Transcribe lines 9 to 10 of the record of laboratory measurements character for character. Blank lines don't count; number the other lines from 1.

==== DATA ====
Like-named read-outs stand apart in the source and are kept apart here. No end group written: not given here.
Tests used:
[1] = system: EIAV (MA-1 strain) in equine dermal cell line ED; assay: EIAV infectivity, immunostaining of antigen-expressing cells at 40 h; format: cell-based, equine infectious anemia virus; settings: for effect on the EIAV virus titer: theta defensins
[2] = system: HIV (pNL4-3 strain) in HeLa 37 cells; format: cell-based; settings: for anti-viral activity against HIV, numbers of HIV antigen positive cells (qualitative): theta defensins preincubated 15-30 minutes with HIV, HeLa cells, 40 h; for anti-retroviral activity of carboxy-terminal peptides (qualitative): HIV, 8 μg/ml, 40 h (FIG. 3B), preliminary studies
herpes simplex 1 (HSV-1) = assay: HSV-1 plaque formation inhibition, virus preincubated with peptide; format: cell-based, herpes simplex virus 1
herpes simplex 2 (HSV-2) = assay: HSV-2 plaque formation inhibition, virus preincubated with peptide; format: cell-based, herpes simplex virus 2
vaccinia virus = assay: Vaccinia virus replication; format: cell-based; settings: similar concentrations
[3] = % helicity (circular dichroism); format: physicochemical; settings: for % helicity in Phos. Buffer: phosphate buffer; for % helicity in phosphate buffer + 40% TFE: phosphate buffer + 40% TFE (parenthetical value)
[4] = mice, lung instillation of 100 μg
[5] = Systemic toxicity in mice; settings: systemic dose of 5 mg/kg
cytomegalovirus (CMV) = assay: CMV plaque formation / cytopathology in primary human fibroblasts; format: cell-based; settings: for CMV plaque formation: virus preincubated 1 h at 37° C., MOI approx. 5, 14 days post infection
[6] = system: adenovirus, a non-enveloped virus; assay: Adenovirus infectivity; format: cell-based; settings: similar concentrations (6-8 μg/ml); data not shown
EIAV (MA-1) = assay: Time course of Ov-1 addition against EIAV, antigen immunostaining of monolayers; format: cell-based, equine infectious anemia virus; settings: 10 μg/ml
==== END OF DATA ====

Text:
[4] = mice, lung instillation of 100 μg
[5] = Systemic toxicity in mice; settings: systemic dose of 5 mg/kg